Boat owners cruising in Turkish waters are facing more difficulties because a new law regarding Residence Permits is confusing everyone concerned, the Cruising Association has revealed.
Visitors’ Visas to Turkey for cumulative visits of up to 90 days in a rolling 180 days are easily obtained on-line – an agreement that matches the Schengen regulations for non-EU citizens.
But many boat owners wish to cruise for longer than the constraints of the visa so then have to apply locally for a Residence Permit before the 90-day limit is reached.
The new law – 6458 – which came into force last April, means that anyone cruising in Turkey can only apply for a Residence Permit for a period of 3-12 months – and this requires some difficult documentation.
Before that, cruisers wanting to stay longer could apply for a Residence Permit which would last for up to five years as a straightforward process.
But the Cruising Association (CA) has learned that, at a meeting last month, the Turkish Foreigners Department told the British Consulate that a 120-day cancellation provision within the new law would be applied.
This would be based on cumulative periods outside Turkey over a 12-month count-back basis. There is now speculation that the 120 days might be extended to 180 days but this will only alleviate the problem if, instead of counting back, it only applies to the period of the current Residence Permit. It has also been indicated that the cancellation clause will apply to holders of the old style longer term permits.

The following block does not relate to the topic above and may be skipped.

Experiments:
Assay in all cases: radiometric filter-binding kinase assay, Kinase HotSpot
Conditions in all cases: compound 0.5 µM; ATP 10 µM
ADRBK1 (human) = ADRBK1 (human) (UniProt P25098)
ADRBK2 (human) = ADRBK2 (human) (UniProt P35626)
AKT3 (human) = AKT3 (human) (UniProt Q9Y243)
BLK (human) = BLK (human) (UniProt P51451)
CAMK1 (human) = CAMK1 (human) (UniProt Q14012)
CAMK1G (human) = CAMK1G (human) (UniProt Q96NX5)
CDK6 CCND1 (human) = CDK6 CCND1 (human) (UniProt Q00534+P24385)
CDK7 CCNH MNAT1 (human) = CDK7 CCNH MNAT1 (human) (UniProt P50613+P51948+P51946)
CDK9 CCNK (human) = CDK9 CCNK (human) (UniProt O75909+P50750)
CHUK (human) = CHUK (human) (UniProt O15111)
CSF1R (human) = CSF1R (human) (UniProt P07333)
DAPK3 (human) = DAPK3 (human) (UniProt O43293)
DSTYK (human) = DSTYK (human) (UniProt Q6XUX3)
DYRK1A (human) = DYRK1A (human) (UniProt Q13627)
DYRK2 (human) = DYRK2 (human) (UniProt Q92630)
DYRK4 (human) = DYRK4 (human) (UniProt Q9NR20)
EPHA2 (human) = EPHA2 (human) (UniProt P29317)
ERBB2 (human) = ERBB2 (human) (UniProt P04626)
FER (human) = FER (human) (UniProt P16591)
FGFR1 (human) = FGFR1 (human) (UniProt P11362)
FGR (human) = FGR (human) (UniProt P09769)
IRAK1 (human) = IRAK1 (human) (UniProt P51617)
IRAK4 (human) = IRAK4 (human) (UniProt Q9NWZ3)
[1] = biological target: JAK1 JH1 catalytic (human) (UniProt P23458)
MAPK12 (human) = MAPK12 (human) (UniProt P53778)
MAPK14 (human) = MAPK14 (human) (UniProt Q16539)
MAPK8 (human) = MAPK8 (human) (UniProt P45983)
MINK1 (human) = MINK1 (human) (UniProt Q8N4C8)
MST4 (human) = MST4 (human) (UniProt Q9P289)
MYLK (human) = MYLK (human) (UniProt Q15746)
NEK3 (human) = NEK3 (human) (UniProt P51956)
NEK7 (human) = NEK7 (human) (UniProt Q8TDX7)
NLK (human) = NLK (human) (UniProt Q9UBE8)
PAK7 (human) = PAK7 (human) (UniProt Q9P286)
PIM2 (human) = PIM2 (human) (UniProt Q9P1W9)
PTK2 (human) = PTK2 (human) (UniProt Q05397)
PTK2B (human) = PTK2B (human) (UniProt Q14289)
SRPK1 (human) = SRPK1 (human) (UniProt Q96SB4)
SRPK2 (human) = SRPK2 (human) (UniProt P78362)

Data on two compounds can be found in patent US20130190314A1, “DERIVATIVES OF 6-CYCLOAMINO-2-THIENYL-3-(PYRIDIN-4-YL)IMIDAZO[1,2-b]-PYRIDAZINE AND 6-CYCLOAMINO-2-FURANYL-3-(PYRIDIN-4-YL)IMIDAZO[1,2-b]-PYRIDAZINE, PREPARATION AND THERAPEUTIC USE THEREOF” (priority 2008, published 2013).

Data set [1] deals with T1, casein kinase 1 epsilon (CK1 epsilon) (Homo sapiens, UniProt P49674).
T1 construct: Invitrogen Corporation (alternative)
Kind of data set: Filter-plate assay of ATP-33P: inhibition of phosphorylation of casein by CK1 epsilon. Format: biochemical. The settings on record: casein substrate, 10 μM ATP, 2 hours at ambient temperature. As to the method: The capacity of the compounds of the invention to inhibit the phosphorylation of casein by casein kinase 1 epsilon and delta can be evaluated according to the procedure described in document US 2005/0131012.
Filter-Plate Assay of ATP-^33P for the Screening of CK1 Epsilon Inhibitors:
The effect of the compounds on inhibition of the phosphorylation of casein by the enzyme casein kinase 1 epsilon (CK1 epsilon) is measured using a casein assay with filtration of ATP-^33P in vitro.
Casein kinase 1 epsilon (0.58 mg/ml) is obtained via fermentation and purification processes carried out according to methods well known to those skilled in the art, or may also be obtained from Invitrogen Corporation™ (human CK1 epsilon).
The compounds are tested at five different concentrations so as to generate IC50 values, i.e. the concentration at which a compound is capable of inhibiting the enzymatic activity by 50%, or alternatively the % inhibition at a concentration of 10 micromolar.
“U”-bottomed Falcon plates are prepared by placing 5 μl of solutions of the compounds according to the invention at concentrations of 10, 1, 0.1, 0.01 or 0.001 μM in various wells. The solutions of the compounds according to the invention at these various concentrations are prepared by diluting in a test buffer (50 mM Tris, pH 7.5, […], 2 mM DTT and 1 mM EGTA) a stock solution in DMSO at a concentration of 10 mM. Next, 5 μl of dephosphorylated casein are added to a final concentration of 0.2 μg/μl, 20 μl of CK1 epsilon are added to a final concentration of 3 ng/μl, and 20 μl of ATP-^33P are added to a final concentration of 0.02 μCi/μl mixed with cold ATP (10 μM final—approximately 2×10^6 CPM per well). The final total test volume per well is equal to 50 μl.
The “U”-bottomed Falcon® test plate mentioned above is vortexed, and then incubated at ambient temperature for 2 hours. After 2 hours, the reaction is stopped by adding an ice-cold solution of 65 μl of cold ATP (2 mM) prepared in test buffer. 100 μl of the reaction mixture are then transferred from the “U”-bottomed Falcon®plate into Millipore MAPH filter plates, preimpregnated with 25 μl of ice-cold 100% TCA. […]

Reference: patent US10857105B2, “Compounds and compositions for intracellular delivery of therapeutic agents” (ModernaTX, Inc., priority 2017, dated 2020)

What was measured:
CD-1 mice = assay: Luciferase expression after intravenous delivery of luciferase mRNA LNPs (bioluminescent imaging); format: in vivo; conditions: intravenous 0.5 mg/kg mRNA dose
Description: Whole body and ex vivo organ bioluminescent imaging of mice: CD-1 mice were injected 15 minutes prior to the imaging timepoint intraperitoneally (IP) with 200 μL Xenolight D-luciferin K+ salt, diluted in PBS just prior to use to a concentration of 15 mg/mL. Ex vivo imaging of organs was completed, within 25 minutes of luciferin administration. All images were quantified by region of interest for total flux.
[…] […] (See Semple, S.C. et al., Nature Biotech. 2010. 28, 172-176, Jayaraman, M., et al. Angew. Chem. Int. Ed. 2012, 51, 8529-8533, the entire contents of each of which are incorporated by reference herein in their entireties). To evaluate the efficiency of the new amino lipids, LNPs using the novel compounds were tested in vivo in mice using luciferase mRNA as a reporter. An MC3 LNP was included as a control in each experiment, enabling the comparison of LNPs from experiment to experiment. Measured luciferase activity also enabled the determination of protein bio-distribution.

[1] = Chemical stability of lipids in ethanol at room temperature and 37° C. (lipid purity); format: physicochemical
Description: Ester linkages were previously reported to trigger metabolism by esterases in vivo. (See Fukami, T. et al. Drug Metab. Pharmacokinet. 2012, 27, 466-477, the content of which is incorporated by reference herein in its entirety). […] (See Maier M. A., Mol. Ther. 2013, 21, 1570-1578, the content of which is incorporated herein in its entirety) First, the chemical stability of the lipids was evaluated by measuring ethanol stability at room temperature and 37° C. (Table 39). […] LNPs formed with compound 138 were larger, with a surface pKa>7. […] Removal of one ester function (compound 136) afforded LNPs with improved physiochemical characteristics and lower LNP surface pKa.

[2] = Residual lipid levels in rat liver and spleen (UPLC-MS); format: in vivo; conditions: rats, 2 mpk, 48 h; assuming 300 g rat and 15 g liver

This means that now, if a boat owner has left for a cumulative period of more than 120 days (or possibly 180) in the previous 12 months, the Residence Permit will be cancelled on re-entry and the boat owner must return on an e-Visa, until a new residence permit is obtained. Under the new law the cancellation clause applies to all types of permit but it would be logical to exempt permits of 12 months and less from it.
The CA has more than 5,000 members, more than 1,000 of whom enjoy cruising in the Mediterranean as well as Turkish and Greek waters.
Advice for cruisers
A spokesman for the CA, Bill Anstead, who has cruised in Turkey in recent years, said: ‘We are frequently explaining the Residence Permit problems to our local representatives who fully understand how it might discourage cruisers and the local marine industry have made representation to the Government.
‘Not all officials and agents understand the new law and how it should be applied. And certainly not all visitors! Several official UK and Turkish government websites do not use wording which makes it clear.’
Mr Anstead added: ‘What I will recommend to CA members based in Turkey, if the interpretation of the law does not change, is that they enter every year on a Visitors’ Visa (perhaps in April) and a few weeks before going home for the hot months apply for a Residents’ Permit for just 5 – 6 months to the end of their season.
‘This will keep cost of visa and permit to a minimum (about $70pa total) and also minimise local insurance costs, etc.’
Take a look at: www.cruising.org.uk for updates on all regulations affecting cruising both in the UK and abroad.